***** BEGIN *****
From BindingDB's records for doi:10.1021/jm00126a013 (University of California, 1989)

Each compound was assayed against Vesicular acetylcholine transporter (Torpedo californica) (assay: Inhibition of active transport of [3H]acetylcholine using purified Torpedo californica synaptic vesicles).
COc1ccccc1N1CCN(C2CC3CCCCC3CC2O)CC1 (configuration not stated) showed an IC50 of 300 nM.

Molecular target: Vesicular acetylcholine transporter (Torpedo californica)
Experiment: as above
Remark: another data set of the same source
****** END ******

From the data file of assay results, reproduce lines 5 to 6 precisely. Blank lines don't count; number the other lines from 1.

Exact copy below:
Experiment: as above
Remark: another data set of the same source